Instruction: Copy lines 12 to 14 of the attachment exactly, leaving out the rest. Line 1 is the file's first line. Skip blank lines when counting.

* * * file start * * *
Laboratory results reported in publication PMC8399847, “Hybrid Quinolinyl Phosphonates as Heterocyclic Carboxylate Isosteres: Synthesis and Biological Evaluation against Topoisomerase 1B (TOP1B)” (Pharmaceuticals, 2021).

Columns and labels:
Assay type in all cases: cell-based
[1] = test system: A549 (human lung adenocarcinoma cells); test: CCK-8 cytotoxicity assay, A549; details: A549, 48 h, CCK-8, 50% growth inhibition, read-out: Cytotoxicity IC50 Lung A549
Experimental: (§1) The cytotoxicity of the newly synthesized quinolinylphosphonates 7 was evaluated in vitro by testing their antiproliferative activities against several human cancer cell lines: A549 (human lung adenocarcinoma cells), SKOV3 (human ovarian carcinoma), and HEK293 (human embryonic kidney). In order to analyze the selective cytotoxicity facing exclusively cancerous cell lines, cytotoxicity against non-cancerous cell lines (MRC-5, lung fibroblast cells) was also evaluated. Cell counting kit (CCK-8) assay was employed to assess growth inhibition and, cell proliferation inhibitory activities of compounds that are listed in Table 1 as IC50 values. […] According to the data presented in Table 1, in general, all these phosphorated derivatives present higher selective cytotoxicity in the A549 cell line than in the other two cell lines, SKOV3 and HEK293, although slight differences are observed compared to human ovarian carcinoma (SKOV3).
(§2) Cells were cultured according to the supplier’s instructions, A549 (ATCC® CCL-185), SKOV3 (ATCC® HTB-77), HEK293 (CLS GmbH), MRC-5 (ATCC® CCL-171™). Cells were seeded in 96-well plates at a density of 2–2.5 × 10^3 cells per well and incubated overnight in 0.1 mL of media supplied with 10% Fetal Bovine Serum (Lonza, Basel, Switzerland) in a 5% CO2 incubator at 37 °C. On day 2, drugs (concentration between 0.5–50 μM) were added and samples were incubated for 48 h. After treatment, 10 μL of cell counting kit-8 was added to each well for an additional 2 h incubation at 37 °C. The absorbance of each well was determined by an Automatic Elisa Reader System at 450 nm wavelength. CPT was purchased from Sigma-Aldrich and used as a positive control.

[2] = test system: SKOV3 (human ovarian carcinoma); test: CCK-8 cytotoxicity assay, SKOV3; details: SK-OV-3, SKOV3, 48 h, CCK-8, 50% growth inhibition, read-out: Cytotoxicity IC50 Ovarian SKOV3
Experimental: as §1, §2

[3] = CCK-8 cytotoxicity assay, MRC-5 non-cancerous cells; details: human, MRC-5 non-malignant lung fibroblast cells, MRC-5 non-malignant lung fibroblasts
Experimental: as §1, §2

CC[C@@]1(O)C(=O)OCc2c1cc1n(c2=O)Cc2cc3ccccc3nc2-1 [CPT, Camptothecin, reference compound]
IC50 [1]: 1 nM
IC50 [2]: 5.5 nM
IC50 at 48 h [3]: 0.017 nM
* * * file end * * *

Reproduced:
IC50 [1]: 1 nM
IC50 [2]: 5.5 nM
IC50 at 48 h [3]: 0.017 nM